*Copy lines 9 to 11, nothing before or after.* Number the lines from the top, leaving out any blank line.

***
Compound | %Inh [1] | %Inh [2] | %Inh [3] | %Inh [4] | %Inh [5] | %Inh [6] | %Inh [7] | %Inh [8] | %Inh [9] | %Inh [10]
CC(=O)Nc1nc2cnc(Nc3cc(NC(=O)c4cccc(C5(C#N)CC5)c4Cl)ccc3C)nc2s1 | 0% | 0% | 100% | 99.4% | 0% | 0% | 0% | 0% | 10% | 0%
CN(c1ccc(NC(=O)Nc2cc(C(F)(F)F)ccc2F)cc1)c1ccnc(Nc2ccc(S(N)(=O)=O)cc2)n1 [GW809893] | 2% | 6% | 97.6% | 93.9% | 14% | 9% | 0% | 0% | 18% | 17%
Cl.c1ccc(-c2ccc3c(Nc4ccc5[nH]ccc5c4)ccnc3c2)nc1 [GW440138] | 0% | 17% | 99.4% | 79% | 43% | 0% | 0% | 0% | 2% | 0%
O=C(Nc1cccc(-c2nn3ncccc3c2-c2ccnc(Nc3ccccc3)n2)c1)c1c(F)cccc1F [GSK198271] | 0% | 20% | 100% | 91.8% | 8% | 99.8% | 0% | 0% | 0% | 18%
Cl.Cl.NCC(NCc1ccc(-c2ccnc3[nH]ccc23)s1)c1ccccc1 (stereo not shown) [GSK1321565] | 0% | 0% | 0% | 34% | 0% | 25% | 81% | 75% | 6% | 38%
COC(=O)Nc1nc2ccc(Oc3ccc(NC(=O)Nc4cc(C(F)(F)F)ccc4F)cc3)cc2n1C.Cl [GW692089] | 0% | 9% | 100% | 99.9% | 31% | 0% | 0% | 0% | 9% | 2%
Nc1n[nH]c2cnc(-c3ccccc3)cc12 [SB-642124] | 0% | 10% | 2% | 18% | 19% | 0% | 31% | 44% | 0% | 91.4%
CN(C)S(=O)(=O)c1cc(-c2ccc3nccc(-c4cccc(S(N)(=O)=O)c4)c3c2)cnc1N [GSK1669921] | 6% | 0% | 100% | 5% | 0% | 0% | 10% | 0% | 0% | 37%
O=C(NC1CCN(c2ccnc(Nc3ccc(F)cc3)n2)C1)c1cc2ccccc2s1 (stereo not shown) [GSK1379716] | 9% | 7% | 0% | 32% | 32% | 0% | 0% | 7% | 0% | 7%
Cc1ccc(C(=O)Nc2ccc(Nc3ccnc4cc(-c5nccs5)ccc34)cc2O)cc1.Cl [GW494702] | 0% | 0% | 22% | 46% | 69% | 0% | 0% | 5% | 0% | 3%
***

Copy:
CN(C)S(=O)(=O)c1cc(-c2ccc3nccc(-c4cccc(S(N)(=O)=O)c4)c3c2)cnc1N [GSK1669921] | 6% | 0% | 100% | 5% | 0% | 0% | 10% | 0% | 0% | 37%
O=C(NC1CCN(c2ccnc(Nc3ccc(F)cc3)n2)C1)c1cc2ccccc2s1 (stereo not shown) [GSK1379716] | 9% | 7% | 0% | 32% | 32% | 0% | 0% | 7% | 0% | 7%
Cc1ccc(C(=O)Nc2ccc(Nc3ccnc4cc(-c5nccs5)ccc34)cc2O)cc1.Cl [GW494702] | 0% | 0% | 22% | 46% | 69% | 0% | 0% | 5% | 0% | 3%